Owning your own home has long been a part of the American dream. Put down some roots, get your piece of the pie, and build valuable equity to help shore up your financial future at the same time.
But is buying a home is a good investment in today’s economy?
While being a homeowner has many benefits, home ownership is not necessarily the slam-dunk financial strategy that it used to be … but that doesn’t mean you should write off home ownership altogether.
Here are some things to think about.
Should you think of your home as an investment?
Historically, the housing market has seen significant ups and downs. Some people have made a lot of money, while others have faced foreclosure and declared bankruptcy because they could no longer afford their mortgages.
This unstable housing market has caused a lot of people to challenge the notion that your home is the path to building wealth.
According to a study coducted by the MacArthur Foundation, 43% of people said that home ownership is no longer a reliable long-term investment, nor is it one of the best ways to build wealth and assets.
In a USA Today article, Yale economist Robert Shiller said that if you look at the history of the housing market, it hasn’t been a good provider of capital gains. Rather, it has been a provider of housing services.
And popular podcaster and finance guru Jame Altucher frequently shares his opinions about home ownership. His main message: your home is not an investment.
On his website, he explains that only in small periods have housing prices really jumped ... and usually right after they fall again.
He goes on to list the qualities of a good investment as:
- Not being the bulk of your net worth
- Nor requiring heavy debt
- You can get money back when you need it.
Anything that’s your biggest investment (as a house often is) can also be your biggest money loser. Obviously, most homeowners take on mortgages and are forced to put down hefty down payments.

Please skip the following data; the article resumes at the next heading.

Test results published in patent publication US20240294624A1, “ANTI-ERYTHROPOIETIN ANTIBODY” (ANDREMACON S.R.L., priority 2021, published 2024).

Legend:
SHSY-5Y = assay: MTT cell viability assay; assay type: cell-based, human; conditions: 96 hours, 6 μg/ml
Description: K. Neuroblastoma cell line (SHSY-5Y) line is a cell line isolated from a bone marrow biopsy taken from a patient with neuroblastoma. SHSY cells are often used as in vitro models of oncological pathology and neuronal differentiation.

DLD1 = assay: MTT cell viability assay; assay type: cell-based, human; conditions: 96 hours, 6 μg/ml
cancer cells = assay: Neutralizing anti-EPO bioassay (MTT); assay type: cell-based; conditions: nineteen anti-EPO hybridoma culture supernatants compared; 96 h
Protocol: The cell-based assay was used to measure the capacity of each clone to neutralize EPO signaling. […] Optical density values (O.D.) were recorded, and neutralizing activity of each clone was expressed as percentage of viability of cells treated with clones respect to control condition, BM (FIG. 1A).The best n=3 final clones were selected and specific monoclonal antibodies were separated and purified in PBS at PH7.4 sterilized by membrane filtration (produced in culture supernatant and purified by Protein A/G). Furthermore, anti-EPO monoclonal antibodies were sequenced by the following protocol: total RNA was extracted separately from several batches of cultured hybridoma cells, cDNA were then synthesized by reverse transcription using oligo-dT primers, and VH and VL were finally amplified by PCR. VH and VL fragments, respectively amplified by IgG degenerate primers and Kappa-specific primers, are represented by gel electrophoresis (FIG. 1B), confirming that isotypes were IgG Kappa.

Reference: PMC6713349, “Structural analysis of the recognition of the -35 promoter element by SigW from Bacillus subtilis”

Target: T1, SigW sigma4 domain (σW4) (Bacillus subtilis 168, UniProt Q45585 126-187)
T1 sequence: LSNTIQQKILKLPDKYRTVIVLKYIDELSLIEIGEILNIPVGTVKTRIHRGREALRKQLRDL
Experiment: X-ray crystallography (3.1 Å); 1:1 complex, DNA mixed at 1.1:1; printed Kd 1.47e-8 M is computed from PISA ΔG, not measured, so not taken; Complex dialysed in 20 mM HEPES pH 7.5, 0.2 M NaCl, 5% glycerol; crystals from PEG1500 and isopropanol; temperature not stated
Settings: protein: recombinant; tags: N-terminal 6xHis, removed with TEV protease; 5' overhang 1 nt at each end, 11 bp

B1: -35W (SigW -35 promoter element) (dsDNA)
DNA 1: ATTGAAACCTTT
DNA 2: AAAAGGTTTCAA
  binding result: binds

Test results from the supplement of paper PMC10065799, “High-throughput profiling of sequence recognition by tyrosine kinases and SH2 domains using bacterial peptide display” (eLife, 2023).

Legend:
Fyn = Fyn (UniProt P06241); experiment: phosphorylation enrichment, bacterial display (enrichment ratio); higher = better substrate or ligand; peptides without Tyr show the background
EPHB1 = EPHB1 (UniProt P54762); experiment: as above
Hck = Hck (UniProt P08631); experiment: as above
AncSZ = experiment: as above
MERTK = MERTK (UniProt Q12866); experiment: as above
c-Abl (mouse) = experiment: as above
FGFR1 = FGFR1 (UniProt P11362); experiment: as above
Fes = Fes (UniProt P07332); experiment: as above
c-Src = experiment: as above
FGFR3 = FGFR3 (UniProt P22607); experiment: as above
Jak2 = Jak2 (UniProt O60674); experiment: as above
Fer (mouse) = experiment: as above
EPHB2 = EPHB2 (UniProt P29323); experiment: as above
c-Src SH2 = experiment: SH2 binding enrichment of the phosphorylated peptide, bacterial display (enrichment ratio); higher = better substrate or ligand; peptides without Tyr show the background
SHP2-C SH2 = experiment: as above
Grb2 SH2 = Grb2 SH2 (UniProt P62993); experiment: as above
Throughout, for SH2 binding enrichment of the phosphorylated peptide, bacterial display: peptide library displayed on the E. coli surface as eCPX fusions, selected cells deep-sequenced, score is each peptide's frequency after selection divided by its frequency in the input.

And of course, a “good” investment is something that will pay you more than you paid for it.
Why you might want to buy a house anyway
Yes, James Altucher is a smart guy and he makes some very good points.
But the fact is, many people want to become homeowners for reasons above and beyond financial stability.
On a primal level, buying a home provides shelter. It gives you the comfort of knowing you have a stable place to raise a family. And it gives you a sense of pride and accomplishment.
But is it wrong to look at your house as a financial investment? Not necessarily. You just need to know that your primary motivation shouldn’t be investment.
One of the main reasons people fail at real estate is because they buy more than they can afford. Just because your mortgage lender says you qualify for a certain loan amount doesn’t mean you can afford it.
If part of your motivation for buying a house if a financial investment, then you’re better off starting low and building up. Look into homes that have the potential to increase in value if you put some elbow grease into them.
Settle for buying a home that is not turnkey ready.
Make sure the location you buy in is affordable and has a decent growth projection.
And make sure your monthly mortgage still allows you to invest money in other places. You still need to be able to contribute to your retirement and other investments.
The bottom line
Before entering the real estate market, consider your motivations for buying or not buying. Whatever you decide, be sure that the rest of your financial portfolio gets the attention it needs as well.
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